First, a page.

Research Article

Three-Dimensional Structures Self-Assembled from DNA Bricks

Science  30 Nov 2012:
Vol. 338, Issue 6111, pp. 1177-1183
DOI: 10.1126/science.1227268

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Abstract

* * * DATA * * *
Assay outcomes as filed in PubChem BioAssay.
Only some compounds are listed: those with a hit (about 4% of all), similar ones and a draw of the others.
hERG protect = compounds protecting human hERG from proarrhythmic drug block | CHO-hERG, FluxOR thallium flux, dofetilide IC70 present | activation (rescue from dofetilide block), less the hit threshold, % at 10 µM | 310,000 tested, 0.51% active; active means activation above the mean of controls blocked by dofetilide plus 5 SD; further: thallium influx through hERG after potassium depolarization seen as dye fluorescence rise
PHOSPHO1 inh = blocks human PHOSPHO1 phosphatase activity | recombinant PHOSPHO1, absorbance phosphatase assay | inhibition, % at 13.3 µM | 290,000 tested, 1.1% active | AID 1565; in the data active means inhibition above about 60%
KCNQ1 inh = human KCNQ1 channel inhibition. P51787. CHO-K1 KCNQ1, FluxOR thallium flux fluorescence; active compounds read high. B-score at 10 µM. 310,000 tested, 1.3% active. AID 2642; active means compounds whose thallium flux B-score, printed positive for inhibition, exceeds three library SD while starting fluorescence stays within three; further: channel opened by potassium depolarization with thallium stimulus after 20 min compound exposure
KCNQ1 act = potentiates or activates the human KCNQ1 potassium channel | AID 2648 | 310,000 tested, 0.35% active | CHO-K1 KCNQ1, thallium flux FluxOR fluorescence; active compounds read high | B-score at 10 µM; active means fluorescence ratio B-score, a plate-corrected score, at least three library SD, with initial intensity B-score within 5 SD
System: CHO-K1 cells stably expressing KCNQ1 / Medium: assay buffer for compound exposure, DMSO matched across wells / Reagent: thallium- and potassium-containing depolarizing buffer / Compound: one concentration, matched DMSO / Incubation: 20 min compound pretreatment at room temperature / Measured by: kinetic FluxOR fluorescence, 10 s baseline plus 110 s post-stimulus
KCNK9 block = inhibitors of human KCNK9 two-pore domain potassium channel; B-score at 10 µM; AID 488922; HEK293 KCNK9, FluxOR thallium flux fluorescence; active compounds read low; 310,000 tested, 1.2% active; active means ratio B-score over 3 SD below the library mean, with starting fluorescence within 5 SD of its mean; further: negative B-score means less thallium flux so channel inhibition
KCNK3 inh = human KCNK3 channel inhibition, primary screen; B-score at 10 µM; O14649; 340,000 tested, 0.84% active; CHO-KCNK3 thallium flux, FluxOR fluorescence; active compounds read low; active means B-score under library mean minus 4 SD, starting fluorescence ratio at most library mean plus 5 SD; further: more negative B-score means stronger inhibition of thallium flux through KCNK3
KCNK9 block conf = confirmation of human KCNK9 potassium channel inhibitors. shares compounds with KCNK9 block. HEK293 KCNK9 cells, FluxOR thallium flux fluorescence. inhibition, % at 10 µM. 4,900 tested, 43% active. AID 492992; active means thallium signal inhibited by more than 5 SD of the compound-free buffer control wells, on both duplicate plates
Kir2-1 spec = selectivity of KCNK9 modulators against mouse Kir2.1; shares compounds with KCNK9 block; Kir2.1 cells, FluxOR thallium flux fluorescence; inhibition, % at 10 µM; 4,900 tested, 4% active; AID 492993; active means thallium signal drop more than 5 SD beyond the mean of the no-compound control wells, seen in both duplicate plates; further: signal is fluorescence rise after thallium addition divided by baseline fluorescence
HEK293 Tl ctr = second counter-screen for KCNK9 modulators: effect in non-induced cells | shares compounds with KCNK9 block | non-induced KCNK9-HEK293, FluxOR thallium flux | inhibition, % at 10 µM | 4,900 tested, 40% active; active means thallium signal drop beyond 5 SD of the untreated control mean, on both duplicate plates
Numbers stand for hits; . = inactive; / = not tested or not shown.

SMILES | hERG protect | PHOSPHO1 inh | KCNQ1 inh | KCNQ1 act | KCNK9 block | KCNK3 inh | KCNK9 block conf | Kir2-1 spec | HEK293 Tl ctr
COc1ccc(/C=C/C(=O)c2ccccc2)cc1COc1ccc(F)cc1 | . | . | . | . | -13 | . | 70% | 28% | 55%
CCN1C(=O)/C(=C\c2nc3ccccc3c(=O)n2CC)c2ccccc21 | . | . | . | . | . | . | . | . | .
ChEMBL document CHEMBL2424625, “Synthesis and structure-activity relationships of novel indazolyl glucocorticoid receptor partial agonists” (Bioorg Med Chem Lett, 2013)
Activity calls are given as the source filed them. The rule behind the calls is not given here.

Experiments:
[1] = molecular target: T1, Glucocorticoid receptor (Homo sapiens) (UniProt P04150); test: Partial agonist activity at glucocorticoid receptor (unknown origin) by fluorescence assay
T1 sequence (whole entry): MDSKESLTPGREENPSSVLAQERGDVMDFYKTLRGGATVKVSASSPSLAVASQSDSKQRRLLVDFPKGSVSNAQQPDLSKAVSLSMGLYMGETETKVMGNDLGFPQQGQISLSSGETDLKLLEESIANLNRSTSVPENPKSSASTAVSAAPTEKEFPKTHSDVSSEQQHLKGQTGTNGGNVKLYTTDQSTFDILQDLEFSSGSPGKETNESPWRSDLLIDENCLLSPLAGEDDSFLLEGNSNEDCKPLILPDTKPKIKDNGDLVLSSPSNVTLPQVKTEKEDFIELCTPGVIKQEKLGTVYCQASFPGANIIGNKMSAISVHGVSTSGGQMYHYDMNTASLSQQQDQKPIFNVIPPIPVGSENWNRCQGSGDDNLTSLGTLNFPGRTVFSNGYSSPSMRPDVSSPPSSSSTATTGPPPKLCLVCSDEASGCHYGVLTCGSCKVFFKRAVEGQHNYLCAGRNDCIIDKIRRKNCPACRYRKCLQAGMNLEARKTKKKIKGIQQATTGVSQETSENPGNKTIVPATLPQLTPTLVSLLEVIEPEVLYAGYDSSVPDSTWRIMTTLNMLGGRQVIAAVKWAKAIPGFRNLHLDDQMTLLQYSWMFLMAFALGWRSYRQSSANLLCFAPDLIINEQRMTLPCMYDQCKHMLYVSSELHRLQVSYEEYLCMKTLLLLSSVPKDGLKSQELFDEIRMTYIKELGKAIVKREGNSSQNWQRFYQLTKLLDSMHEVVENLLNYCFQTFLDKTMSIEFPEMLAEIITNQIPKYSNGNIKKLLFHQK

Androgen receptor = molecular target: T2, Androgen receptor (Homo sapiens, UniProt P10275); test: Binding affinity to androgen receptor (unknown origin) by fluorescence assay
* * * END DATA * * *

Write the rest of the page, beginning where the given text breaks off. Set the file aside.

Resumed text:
We describe a simple and robust method to construct complex three-dimensional (3D) structures by using short synthetic DNA strands that we call “DNA bricks.” In one-step annealing reactions, bricks with hundreds of distinct sequences self-assemble into prescribed 3D shapes. Each 32-nucleotide brick is a modular component; it binds to four local neighbors and can be removed or added independently. Each 8–base pair interaction between bricks defines a voxel with dimensions of 2.5 by 2.5 by 2.7 nanometers, and a master brick collection defines a “molecular canvas” with dimensions of 10 by 10 by 10 voxels. By selecting subsets of bricks from this canvas, we constructed a panel of 102 distinct shapes exhibiting sophisticated surface features, as well as intricate interior cavities and tunnels.

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